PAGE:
Perhaps the most remarkable statistic about Sweden is that the distance from the southern city of Malmö to the country’s northern border with Finland is slightly farther (1,250 miles) than that from Malmö to Rome (1,210 miles). Sweden is an unexpectedly big place — and yet has a population of just over 10 million people.
Stockholm feels unmistakably like a northern city, and indeed the Swedish capital lies at the same latitude (59 degrees north) as St. Petersburg, Russia. Afflicted with jet lag on the first night of a trip in early July, I was surprised to find that the sky was still quite bright at 2 a.m. and that the handsome buildings on the far side of the harbor were clearly visible from my bedroom window. A glance at a map, however, confirms that roughly two-thirds of Sweden — the vast, thinly populated region of Norrland — lies north of Stockholm. There you will find only remote ski lodges and a few one-of-a-kind properties, like the famous Icehotel, located inside the Arctic Circle, which is rebuilt each winter season from ice blocks hewed from the frozen river Torne. Then there is the Treehotel, located 610 miles directly north of Stockholm in Lapland, where seven architect-designed accommodations are set up to 30 feet above the ground in the forest canopy. (I briefly considered whether duty might demand a visit to the Treehotel, which styles itself a luxury property, but its communal shower block and the necessity of ascending to some rooms by a retractable metal ladder persuaded me otherwise.)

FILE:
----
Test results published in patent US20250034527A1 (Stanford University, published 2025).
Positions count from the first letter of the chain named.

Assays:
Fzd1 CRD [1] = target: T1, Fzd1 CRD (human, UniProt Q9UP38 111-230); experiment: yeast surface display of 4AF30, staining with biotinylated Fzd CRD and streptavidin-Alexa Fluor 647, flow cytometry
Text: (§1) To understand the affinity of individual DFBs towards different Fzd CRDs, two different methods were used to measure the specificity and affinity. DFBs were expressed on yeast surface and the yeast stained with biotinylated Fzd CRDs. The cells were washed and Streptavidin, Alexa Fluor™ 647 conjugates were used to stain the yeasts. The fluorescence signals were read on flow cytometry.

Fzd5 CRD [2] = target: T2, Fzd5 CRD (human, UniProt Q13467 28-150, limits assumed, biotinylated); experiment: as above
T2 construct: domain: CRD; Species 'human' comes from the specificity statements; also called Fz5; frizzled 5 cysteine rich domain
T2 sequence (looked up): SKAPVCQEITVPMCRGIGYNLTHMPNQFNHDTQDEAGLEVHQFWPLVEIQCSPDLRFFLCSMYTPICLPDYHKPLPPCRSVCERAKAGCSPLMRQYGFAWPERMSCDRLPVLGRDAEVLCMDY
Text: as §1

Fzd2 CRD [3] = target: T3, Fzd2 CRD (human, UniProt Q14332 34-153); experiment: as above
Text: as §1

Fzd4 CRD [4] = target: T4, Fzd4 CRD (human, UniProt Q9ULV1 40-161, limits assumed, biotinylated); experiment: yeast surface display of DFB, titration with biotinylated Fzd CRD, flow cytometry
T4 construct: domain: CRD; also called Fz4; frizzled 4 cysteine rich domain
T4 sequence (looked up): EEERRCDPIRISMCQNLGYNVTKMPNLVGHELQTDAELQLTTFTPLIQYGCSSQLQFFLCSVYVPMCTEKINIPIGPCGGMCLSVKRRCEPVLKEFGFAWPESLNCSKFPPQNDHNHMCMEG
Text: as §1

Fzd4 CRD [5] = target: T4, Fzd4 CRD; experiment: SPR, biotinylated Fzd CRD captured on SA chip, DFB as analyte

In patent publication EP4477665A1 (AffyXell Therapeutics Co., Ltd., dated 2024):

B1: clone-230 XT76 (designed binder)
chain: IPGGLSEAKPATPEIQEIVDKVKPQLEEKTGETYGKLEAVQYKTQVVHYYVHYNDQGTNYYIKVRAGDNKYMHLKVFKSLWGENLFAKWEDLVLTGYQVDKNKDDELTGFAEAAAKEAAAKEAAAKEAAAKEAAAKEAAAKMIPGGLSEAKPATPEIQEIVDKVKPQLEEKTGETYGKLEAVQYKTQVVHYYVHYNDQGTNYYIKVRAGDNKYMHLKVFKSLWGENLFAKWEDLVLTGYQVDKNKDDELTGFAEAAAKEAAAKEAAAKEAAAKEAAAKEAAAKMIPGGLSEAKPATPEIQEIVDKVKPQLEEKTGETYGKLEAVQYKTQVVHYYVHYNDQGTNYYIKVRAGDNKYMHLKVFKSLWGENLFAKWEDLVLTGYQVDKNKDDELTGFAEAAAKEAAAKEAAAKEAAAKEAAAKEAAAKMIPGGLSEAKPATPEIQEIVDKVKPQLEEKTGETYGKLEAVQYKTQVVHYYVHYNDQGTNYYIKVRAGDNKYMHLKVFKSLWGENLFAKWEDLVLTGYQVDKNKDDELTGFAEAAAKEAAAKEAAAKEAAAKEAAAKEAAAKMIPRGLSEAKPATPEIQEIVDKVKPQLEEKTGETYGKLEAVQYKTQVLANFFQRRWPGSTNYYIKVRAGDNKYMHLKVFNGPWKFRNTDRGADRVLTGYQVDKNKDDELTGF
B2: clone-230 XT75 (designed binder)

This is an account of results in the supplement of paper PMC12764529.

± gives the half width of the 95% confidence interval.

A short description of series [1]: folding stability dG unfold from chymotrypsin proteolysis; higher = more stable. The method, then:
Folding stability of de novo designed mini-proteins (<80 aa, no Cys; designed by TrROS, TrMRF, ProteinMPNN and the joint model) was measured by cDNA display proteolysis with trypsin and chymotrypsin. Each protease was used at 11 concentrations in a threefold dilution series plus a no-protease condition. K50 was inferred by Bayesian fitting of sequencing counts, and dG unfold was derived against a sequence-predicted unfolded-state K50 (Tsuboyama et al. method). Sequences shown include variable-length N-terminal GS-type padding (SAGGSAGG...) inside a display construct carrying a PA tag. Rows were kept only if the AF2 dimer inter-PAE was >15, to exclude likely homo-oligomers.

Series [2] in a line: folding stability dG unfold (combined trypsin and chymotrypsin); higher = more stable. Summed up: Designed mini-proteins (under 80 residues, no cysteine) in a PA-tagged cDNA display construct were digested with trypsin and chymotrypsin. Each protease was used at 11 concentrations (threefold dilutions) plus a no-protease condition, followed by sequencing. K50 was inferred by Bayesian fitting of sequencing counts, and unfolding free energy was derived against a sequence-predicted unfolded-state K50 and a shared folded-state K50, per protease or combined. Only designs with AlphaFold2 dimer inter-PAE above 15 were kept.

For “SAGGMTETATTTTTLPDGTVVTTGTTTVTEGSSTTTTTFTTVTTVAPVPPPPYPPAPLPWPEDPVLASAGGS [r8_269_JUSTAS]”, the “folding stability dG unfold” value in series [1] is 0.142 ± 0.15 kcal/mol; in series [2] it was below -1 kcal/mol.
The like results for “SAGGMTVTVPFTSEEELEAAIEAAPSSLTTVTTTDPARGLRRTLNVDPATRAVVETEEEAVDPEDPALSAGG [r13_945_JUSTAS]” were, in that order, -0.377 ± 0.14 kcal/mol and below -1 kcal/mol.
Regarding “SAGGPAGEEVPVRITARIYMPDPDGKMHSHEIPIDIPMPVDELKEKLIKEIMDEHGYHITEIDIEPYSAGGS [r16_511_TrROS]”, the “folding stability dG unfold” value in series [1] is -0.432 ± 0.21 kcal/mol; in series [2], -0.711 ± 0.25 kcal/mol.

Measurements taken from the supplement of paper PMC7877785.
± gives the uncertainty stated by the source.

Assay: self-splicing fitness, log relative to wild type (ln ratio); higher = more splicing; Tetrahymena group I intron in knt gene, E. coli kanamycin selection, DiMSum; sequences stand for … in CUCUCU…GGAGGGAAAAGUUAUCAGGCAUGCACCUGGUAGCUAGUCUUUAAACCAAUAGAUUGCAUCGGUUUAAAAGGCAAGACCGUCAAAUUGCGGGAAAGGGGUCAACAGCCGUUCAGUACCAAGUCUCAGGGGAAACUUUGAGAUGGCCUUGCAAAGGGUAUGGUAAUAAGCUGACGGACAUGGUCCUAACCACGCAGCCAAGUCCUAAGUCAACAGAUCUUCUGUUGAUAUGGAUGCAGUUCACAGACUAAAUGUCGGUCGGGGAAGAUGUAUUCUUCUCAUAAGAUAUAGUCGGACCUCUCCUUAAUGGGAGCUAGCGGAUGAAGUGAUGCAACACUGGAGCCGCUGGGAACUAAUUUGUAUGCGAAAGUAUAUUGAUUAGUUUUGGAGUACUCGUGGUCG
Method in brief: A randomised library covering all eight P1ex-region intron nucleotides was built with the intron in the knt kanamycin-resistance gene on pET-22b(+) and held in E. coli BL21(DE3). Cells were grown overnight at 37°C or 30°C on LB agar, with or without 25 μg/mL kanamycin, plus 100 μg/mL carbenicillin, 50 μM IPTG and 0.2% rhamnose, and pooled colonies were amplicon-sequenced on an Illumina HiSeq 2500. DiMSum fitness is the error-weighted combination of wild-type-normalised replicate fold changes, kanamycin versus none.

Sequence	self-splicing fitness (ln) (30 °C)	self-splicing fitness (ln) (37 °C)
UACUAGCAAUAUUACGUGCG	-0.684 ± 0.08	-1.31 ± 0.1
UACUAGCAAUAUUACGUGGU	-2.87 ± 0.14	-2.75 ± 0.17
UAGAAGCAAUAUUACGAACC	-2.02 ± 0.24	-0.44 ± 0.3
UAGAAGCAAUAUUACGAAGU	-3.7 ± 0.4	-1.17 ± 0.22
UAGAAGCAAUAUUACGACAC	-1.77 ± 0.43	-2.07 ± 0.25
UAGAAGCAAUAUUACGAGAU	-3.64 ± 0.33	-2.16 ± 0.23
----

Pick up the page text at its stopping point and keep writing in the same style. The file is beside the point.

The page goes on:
An exceptionally clean, stylish and attractive city, it is constructed on 14 major islands that are part of a vast archipelago stretching from Lake Mälaren to the Baltic Sea. The city’s landmark property is the venerable 280-room Grand Hôtel Stockholm, which has been at the center of the city’s social life since its debut in 1874. Today the Grand is deservedly famous both for the peerless lunchtime smörgåsbord at the Verandan restaurant and the Michelin-starred cuisine of chef Mathias Dahlgren. A one-minute walk away, the 46-room Lydmar Hotel provides an alternative for those who prefer smaller hotels. However, both properties are situated on the waterfront amid the downtown crowds, so on this trip I decided instead to go in search of tranquility and a degree of seclusion.